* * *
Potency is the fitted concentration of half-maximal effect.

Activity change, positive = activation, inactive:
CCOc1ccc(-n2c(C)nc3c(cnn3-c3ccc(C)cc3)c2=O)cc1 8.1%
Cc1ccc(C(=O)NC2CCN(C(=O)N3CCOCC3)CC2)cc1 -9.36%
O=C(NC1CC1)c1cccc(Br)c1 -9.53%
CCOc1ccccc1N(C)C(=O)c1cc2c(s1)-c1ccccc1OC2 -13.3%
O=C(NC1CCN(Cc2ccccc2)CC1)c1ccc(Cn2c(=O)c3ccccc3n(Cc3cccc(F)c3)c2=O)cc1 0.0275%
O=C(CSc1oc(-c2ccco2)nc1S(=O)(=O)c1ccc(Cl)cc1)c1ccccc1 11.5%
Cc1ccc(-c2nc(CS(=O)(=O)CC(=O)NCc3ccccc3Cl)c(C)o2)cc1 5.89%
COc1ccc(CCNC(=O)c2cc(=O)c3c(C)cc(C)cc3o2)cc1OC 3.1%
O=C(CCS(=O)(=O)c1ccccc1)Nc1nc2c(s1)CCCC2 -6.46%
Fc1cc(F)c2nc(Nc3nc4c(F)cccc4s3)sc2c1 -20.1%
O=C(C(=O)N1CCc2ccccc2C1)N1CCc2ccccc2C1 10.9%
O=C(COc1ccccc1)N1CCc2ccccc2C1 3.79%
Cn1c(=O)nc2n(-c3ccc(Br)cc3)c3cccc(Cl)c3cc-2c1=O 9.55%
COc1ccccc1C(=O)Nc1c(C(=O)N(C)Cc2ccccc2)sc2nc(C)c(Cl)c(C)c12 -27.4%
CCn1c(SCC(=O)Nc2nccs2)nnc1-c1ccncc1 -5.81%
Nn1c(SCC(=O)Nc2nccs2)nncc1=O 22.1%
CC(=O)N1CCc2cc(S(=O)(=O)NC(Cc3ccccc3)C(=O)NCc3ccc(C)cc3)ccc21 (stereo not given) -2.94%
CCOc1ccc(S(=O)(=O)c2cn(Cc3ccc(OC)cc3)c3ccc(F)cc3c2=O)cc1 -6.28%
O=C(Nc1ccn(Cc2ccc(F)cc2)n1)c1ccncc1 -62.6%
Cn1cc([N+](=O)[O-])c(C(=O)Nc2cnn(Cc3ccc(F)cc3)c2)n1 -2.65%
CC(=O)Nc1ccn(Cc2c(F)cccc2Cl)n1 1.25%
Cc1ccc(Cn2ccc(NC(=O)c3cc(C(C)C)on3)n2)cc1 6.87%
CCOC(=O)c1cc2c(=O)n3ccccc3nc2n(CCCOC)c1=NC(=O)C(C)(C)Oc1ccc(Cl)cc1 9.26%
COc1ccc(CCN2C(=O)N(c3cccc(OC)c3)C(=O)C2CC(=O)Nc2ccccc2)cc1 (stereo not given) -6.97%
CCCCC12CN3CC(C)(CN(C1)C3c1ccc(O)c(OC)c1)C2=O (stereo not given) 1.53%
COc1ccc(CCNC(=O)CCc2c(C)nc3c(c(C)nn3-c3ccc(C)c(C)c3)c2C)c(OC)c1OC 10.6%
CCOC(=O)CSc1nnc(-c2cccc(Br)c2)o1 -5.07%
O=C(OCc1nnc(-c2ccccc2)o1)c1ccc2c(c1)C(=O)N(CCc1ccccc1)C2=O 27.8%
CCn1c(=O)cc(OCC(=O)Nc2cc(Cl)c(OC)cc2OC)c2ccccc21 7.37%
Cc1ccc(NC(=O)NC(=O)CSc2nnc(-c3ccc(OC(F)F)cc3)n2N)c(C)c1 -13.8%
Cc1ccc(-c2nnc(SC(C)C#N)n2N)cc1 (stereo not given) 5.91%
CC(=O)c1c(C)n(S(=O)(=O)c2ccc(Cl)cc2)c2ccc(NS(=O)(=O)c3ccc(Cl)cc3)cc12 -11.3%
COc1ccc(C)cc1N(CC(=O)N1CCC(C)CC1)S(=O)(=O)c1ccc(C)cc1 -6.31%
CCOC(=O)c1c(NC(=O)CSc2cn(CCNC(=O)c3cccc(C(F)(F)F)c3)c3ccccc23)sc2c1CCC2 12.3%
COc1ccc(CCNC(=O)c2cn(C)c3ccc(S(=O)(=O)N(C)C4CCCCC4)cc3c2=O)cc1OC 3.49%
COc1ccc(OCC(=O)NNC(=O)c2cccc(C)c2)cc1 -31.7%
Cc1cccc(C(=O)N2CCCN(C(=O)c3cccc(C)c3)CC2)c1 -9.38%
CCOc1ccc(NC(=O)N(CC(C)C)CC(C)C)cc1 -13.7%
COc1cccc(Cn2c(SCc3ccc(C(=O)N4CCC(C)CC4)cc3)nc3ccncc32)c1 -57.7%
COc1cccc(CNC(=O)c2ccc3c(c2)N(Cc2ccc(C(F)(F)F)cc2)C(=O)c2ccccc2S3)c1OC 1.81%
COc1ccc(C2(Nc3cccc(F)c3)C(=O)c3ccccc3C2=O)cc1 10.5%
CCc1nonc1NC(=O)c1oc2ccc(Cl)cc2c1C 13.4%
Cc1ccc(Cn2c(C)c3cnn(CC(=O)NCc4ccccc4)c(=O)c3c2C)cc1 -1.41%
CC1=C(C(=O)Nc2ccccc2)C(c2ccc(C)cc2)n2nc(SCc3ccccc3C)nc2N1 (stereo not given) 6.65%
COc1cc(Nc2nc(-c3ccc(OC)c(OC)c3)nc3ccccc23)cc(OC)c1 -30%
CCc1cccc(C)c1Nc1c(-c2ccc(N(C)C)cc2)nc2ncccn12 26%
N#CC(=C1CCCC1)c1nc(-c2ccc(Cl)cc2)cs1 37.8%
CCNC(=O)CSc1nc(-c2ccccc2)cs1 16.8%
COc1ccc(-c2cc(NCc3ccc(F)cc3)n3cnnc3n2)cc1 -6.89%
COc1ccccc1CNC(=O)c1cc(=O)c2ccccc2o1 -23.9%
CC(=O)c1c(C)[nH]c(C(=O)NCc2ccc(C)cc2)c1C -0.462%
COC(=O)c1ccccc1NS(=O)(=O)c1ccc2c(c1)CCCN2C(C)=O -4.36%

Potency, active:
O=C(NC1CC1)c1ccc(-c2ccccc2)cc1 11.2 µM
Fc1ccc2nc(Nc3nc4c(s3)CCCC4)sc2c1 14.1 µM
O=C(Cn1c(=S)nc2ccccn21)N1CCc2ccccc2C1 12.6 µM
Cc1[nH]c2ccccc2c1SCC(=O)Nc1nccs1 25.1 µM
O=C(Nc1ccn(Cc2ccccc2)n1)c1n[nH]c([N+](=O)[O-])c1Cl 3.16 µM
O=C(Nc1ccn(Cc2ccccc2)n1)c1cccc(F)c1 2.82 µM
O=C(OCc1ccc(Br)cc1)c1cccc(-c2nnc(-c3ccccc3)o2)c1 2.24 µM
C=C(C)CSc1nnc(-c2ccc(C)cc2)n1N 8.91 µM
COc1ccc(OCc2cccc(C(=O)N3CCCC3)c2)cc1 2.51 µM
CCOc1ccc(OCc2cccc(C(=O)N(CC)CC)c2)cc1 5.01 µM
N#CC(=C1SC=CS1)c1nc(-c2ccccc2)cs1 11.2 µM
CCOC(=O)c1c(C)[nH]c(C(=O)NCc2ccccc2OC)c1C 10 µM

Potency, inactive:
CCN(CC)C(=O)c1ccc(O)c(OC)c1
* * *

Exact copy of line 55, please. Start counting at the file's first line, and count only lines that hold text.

Potency, active: